# Analysing & predicting High School student performance

# The Problem

The Portuguese Student dataset (student-mat.csv & student-por.csv) we will be using for the report focuses on analysing high school students and how external and demographic factors affect their Mathematics and Portuguese end of year grades.

The business problem we will be focusing on is on what schools can do to make sure less of their students fall behind, fail or underscore in their exams. We will be trying to predict which groups students are more likely to struggle with the subjects and be able to predict the student end of year grade by analysing factors such as family, age or where they live and what they do on their free time. Once these groups are identified, this information could be useful for schools as they can use it to target them with additional academic support in order to ensure the best possible results and future endeavours.

**Source of data**

The source of the data is the UCI data repository. This data seems reliable as it has over 300 entries and analyses students over 2 different schools in Portugal. The data was donated to the repository on the 27 of November 2014 but it was previously recorded for a paper on “Using Data Mining to Predict Secondary School Student Performance” in Porto, Portugal (April 2008)[1].

**Target Attribute**

We will analyse the student’s results over the whole year in a range of two subjects. We have decided to use “average” as our target attribute which is the G3 (end of year grade) average of both the Portuguese and Math grade

`average = (G3.x + G3.y) / 2`

This is better as it would give us a more accurate overview that is not specific for one subject but a range of both Science and Humanities.

There is evidence to support that extra support in subjects like mathematics makes a significant difference to the grades of the student in just one year [2].

# Preparing the Data

Firstly, in order to calculate “average” we used the final grades “G3” in both the Mathematics and Portuguese database in the following way:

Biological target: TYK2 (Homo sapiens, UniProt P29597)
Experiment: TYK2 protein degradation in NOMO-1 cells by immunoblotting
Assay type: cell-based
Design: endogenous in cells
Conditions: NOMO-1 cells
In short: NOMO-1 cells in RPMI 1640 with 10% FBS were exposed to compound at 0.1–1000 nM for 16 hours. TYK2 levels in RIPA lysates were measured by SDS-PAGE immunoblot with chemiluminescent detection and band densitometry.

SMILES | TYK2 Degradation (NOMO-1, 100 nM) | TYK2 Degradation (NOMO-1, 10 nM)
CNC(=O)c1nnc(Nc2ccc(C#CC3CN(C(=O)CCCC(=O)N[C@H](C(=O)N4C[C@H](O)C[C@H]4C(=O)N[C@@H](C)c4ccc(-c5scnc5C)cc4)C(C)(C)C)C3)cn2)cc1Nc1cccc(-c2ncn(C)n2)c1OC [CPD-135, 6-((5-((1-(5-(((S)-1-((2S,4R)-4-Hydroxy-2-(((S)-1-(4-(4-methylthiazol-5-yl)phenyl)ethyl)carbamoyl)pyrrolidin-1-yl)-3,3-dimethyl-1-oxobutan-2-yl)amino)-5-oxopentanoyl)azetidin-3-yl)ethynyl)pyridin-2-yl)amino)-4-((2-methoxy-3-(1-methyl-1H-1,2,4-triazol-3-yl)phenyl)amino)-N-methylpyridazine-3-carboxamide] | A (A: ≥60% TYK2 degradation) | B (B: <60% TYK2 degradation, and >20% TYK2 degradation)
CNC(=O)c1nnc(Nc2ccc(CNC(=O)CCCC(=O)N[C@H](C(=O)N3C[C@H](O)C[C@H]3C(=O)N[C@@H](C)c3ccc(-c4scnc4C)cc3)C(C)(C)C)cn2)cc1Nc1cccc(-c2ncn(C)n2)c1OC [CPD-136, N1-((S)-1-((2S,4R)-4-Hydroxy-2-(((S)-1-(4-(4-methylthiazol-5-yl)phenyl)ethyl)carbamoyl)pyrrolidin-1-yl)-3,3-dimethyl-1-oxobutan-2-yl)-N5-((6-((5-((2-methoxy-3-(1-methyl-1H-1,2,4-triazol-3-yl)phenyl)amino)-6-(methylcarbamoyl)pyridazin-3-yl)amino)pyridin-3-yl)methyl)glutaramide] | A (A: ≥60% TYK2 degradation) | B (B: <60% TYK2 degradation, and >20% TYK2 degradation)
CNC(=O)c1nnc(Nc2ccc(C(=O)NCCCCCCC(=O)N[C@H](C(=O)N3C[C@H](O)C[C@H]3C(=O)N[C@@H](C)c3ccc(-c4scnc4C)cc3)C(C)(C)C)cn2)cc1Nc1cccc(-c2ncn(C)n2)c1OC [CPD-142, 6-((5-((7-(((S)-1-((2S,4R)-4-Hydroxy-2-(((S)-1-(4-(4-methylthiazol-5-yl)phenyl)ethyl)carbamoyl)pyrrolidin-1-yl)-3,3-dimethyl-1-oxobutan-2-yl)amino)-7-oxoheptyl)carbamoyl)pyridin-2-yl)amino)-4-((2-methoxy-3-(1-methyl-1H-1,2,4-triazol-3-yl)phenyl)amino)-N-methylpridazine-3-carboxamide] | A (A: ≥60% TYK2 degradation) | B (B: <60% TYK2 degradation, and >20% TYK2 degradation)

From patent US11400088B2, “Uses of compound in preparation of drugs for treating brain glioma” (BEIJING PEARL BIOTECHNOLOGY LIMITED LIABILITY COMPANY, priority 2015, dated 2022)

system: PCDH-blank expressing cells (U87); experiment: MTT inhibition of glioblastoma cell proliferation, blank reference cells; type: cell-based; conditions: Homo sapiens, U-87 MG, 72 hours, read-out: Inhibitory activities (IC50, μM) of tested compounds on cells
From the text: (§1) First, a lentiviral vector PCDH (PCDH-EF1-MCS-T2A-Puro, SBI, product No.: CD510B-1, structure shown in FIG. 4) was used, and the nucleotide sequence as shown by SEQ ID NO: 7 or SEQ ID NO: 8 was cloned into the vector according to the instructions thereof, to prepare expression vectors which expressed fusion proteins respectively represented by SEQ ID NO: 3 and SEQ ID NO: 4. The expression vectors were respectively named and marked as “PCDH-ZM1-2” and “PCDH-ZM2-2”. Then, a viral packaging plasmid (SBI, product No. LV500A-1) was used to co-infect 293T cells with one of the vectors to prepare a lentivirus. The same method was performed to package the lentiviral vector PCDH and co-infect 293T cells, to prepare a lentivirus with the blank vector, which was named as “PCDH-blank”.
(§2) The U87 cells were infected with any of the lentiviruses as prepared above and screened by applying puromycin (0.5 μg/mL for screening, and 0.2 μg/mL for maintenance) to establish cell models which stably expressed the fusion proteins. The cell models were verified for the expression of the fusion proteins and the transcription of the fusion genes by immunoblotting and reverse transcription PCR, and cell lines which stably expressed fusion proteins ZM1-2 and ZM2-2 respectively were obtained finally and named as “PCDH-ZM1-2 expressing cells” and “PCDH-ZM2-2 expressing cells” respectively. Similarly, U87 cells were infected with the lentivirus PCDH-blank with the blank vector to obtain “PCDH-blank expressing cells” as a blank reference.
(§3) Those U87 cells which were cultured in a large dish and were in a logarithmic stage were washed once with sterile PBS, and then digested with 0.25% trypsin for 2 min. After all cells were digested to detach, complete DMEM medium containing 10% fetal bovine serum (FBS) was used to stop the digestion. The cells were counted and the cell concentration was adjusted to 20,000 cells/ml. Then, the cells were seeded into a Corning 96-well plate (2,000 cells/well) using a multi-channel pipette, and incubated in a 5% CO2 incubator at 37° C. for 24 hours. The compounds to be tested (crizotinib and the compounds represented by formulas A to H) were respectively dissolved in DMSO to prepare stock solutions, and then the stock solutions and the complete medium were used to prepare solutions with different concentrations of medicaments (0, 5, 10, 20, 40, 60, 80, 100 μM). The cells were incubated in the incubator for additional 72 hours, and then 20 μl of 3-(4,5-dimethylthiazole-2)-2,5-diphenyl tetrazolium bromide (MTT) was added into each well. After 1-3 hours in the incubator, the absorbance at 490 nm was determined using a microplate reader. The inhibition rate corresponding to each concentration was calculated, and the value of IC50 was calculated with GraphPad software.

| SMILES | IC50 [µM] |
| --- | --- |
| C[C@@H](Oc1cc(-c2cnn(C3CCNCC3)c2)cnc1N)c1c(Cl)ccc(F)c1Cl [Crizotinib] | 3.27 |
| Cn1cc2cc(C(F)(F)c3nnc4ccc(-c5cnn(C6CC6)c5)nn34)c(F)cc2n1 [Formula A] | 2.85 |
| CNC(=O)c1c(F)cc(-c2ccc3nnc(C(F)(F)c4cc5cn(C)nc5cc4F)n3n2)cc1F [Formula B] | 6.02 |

`average = (G3.x + G3.y) / 2`

Secondly, to prepare the data to carry out correlation tables and predictions we had to adjust some of the values. We were lucky that none of the values were missing in the database and it was all complete (we checked this by just having a look at the database on excel).

The main problem with the data was that the Portuguese grades database and the Mathematics grades database where stored in separate CSV files even though they were both related to the same group of students. So, therefore, in order to analyse the data altogether, we had to combine both databases. We did this by using the merge function and creating a new database “combined” with all the values for both subjects. However, this meant we had to values for “G1”, “G2”, “absence” and “failures”. Therefore we named G1.x and G1.y for maths and Portuguese respectively and proceeded to do the same with all of those variables.

#Merge both datasets into one

combined.df=merge(mgrades.df,pgrades.df,by=c("school","sex","age","address","famsize","higher","Pstatus","Medu","Fedu","Mjob","Fjob","reason","guardian","traveltime","studytime","schoolsup","famsup","paid","activities","nursery","internet","romantic","famrel","freetime","goout","Dalc","Walc","health"))write.csv(combined.df, file = "combined.csv")

In addition, to analyse correlations and predictions, we had to adjust some of the variables such as “schoolsup”, “famsup”, “paid”, “activities”, “nursery”, “higher”, “internet”, “romantic” that had “yes” or “no” as values to binary values “1” for yes and “0” for no.

`#Preparing the data - switching "yes" and "no" to "1" and "0"`

combined.df$schoolsup<-ifelse(combined.df$schoolsup=='yes', 1,0)

Thirdly, we separated the combined database into “combined.df.training” and “combined.df.test”. We carried this out by randomly selecting a sample 80% of the row indices and storing them as “combined.df.training”. Consequently, we had the other 20% to test the results of accuracy on the prediction models stored in “combined.df.test”.